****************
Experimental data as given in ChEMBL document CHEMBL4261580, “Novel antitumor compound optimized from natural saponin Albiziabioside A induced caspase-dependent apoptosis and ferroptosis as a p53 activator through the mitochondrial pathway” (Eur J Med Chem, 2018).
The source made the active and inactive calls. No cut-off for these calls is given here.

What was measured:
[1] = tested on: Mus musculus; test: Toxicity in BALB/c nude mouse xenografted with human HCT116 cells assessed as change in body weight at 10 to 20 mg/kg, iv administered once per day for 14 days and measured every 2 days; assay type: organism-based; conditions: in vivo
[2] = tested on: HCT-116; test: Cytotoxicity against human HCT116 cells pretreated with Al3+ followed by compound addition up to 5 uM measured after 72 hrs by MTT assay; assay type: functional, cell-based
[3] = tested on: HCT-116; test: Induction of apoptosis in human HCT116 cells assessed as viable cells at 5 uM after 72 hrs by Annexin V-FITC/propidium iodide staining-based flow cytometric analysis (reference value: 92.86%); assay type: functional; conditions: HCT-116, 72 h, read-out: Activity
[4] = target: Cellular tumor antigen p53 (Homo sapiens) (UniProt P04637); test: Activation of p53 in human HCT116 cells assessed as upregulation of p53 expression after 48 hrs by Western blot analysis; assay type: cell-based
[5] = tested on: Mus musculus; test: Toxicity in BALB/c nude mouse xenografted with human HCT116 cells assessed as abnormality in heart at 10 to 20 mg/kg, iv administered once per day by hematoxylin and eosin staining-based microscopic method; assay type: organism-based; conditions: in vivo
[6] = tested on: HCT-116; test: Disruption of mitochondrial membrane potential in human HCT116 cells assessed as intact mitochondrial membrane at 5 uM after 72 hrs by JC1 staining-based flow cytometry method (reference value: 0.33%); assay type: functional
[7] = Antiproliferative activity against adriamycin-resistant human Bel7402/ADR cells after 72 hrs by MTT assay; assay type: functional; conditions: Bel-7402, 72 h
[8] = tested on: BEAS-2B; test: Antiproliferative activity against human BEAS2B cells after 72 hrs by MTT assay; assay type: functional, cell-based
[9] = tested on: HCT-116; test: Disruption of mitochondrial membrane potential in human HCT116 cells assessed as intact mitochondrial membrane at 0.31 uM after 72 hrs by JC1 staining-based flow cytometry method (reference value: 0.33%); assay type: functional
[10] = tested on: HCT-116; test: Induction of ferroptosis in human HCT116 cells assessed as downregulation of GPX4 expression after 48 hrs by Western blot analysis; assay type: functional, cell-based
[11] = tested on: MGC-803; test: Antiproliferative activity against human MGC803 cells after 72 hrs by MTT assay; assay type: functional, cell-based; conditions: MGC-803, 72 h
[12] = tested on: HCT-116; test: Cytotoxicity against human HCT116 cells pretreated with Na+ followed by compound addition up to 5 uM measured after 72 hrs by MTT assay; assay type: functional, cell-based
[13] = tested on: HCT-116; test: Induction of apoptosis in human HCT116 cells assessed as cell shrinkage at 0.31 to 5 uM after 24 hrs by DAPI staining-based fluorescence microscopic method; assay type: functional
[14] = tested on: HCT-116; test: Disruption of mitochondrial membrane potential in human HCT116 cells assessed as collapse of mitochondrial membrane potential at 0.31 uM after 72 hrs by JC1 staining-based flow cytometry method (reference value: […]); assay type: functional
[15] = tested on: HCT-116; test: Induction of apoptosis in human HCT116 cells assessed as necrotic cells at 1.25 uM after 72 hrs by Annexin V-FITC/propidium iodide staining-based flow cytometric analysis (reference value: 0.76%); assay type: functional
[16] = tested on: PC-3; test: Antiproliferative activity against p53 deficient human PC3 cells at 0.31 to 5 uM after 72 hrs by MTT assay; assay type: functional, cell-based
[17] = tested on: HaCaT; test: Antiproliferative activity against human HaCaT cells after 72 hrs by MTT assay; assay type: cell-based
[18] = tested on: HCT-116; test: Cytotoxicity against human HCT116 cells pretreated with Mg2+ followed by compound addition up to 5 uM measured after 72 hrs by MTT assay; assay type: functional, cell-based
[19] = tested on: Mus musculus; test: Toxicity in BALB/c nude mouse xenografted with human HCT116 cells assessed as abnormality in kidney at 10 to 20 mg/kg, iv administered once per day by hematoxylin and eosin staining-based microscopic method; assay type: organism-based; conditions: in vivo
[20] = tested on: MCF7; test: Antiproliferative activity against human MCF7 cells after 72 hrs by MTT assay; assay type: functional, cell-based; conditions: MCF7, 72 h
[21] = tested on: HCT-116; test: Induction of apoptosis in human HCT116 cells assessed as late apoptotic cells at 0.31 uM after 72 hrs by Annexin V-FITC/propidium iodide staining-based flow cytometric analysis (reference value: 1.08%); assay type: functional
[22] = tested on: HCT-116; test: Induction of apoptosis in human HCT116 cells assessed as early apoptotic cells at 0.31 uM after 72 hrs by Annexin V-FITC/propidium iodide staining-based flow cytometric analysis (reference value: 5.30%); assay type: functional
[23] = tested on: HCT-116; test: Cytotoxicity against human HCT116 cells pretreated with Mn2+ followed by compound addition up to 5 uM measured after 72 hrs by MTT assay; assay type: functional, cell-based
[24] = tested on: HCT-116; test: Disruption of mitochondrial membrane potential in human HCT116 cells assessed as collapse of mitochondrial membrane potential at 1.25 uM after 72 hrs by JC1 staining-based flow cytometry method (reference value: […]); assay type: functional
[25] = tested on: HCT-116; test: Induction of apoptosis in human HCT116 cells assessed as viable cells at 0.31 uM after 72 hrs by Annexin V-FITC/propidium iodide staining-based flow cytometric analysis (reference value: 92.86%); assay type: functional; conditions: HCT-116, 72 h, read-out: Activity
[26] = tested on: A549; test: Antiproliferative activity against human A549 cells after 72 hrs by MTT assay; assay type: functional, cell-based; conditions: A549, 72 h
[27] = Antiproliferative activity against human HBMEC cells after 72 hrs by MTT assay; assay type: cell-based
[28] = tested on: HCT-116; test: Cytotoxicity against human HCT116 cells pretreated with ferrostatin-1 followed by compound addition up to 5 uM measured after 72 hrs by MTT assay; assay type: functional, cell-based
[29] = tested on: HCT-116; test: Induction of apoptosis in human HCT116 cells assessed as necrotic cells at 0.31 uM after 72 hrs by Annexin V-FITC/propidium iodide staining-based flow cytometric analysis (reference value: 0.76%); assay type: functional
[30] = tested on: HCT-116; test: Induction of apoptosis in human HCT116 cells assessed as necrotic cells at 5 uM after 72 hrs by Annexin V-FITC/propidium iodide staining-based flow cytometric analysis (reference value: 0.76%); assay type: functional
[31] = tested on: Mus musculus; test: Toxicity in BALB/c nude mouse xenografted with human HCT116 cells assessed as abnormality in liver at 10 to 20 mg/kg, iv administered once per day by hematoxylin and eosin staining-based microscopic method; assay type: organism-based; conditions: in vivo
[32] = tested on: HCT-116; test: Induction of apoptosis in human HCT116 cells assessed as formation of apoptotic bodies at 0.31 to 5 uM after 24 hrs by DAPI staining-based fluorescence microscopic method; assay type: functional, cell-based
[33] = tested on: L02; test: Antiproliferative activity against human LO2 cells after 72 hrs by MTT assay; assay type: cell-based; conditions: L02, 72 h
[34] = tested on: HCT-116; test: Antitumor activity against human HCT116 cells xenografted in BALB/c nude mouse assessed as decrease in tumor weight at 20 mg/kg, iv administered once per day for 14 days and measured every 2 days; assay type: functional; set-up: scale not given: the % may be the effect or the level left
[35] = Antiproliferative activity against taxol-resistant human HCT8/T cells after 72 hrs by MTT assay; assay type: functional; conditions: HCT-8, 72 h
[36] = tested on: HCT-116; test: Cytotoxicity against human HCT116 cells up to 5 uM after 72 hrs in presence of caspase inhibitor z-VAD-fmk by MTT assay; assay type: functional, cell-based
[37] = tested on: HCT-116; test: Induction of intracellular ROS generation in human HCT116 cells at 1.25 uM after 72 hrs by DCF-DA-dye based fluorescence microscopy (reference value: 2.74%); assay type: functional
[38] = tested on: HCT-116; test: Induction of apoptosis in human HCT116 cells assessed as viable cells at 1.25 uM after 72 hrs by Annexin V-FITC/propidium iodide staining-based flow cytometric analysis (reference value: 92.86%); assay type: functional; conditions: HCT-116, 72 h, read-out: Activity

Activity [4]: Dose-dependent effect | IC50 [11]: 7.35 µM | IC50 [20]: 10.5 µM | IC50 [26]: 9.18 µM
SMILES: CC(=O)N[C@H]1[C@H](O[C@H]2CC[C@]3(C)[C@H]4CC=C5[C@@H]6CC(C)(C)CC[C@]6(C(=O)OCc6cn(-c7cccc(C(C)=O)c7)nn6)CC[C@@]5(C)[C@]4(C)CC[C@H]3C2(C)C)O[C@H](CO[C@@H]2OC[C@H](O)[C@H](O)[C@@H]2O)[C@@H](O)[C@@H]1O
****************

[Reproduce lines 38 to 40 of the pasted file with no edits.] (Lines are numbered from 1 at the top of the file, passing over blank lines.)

[35] = Antiproliferative activity against taxol-resistant human HCT8/T cells after 72 hrs by MTT assay; assay type: functional; conditions: HCT-8, 72 h
[36] = tested on: HCT-116; test: Cytotoxicity against human HCT116 cells up to 5 uM after 72 hrs in presence of caspase inhibitor z-VAD-fmk by MTT assay; assay type: functional, cell-based
[37] = tested on: HCT-116; test: Induction of intracellular ROS generation in human HCT116 cells at 1.25 uM after 72 hrs by DCF-DA-dye based fluorescence microscopy (reference value: 2.74%); assay type: functional